disease: • 1% of the population is infected • You have a highly sensitive and speciﬁc test: • 99% of sick patients test positive • 99% of healthy patients test negative • Given that a patient tests positive, what is probability the patient is sick? 1Wiggins, SciAm 2006 Jake Hofman (Columbia University) Classiﬁcation: Naive Bayes March 29, 2019 3 / 16
ppl 99% Test + 99 ppl 1% Test - 1 per 99% Healthy 9900 ppl 1% Test + 99 ppl 99% Test - 9801 ppl So given that a patient tests positive (198 ppl), there is a 50% chance the patient is sick (99 ppl)! Jake Hofman (Columbia University) Classiﬁcation: Naive Bayes March 29, 2019 4 / 16
ppl 99% Test + 99 ppl 1% Test - 1 per 99% Healthy 9900 ppl 1% Test + 99 ppl 99% Test - 9801 ppl The small error rate on the large healthy population produces many false positives. Jake Hofman (Columbia University) Classiﬁcation: Naive Bayes March 29, 2019 4 / 16
left-hand sides of product rule p (y|x) p (x) = p (x, y) = p (x|y) p (y) and divide to get the probability of y given x from the probability of x given y: p (y|x) = p (x|y) p (y) p (x) where p (x) = y∈ΩY p (x|y) p (y) is the normalization constant. Jake Hofman (Columbia University) Classiﬁcation: Naive Bayes March 29, 2019 6 / 16
what is probability the patient is sick? p (sick|+) = 99/100 p (+|sick) 1/100 p (sick) p (+) 99/1002+99/1002=198/1002 = 99 198 = 1 2 where p (+) = p (+|sick) p (sick) + p (+|healthy) p (healthy). Jake Hofman (Columbia University) Classiﬁcation: Naive Bayes March 29, 2019 7 / 16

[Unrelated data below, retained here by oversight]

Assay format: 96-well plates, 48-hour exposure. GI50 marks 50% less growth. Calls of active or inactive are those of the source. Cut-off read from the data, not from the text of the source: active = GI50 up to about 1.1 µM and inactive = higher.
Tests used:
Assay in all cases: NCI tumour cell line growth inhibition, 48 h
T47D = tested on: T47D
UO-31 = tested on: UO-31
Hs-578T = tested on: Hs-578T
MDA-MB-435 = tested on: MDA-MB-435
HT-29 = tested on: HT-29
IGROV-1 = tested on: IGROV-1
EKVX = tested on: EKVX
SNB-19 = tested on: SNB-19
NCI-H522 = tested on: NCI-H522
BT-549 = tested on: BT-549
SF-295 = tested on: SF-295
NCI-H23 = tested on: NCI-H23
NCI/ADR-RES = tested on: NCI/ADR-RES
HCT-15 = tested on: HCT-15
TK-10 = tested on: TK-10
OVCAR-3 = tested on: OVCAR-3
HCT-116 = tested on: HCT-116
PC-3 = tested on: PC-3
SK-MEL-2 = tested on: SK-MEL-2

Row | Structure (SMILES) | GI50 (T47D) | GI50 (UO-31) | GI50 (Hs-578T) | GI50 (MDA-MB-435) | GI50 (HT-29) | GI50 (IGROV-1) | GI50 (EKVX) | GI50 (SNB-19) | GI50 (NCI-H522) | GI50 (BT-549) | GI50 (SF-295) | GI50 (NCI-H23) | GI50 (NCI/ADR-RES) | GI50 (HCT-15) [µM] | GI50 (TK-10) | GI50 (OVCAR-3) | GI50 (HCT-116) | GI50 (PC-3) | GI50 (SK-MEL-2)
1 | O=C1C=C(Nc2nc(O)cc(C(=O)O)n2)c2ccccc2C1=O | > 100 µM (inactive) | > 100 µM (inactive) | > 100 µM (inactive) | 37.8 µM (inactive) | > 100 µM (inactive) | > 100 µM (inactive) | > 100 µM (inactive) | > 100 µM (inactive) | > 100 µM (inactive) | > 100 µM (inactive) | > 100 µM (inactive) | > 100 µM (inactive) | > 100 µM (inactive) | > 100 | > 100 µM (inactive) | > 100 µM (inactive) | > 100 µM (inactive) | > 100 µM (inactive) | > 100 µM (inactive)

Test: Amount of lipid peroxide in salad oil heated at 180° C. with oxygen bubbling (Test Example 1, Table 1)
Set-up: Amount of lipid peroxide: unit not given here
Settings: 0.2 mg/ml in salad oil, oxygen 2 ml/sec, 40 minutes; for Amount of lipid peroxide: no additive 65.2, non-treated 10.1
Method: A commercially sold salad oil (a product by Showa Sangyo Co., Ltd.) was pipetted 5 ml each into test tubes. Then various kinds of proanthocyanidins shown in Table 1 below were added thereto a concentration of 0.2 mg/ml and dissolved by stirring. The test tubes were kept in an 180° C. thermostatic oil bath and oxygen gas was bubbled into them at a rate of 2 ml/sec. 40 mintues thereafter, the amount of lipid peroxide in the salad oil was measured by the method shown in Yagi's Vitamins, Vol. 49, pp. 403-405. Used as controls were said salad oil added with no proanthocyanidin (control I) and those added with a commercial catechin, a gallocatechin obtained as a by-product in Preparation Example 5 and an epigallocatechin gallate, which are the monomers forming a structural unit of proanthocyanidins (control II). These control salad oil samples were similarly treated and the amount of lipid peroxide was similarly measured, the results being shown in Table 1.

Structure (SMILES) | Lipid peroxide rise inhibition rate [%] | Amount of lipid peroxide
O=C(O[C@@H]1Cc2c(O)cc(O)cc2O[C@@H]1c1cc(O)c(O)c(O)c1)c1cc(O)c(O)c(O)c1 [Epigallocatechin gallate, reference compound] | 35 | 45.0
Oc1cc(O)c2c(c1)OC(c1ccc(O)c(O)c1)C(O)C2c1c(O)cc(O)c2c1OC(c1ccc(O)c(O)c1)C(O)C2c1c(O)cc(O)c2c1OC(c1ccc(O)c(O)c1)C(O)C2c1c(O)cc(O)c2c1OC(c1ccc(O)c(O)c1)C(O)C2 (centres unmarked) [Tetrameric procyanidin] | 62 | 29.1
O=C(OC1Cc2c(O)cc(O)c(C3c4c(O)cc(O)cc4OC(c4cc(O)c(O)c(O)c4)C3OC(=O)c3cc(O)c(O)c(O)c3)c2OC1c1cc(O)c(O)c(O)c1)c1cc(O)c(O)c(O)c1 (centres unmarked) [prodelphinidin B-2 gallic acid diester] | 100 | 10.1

a one-word spam classiﬁer: p (spam|word) = p (word|spam) p (spam) p (word) where we estimate these probabilities with ratios of counts: ˆ p(word|spam) = # spam docs containing word # spam docs ˆ p(word|ham) = # ham docs containing word # ham docs ˆ p(spam) = # spam docs # docs ˆ p(ham) = # ham docs # docs Jake Hofman (Columbia University) Classiﬁcation: Naive Bayes March 29, 2019 8 / 16
where xj = 1 if the j-th word appears in the document (xj = 0 otherwise). Modeling each word as an independent Bernoulli random variable, the probability of observing a document x of class c is: p (x|c) = j θxj jc (1 − θjc)1−xj where θjc denotes the probability that the j-th word occurs in a document of class c. Jake Hofman (Columbia University) Classiﬁcation: Naive Bayes March 29, 2019 12 / 16
a logarithm, we have: log p (c|x) = log p (x|c) p (c) p (x) = j xj log θjc 1 − θjc + j log(1 − θjc) + log θc p (x) where θc is the probability of observing a document of class c. Jake Hofman (Columbia University) Classiﬁcation: Naive Bayes March 29, 2019 13 / 16
classes to estimate θjc and θc: ˆ θjc = njc nc ˆ θc = nc n and use these to calculate the weights ˆ wj and bias ˆ w0: ˆ wj = log ˆ θj1(1 − ˆ θj0) ˆ θj0(1 − ˆ θj1) ˆ w0 = j log 1 − ˆ θj1 1 − ˆ θj0 + log ˆ θ1 ˆ θ0 . We we predict by simply adding the weights of the words that appear in the document to the bias term. Jake Hofman (Columbia University) Classiﬁcation: Naive Bayes March 29, 2019 15 / 16
model is easy to update given new observations3 3http://www.springerlink.com/content/wu3g458834583125/ Jake Hofman (Columbia University) Classiﬁcation: Naive Bayes March 29, 2019 16 / 16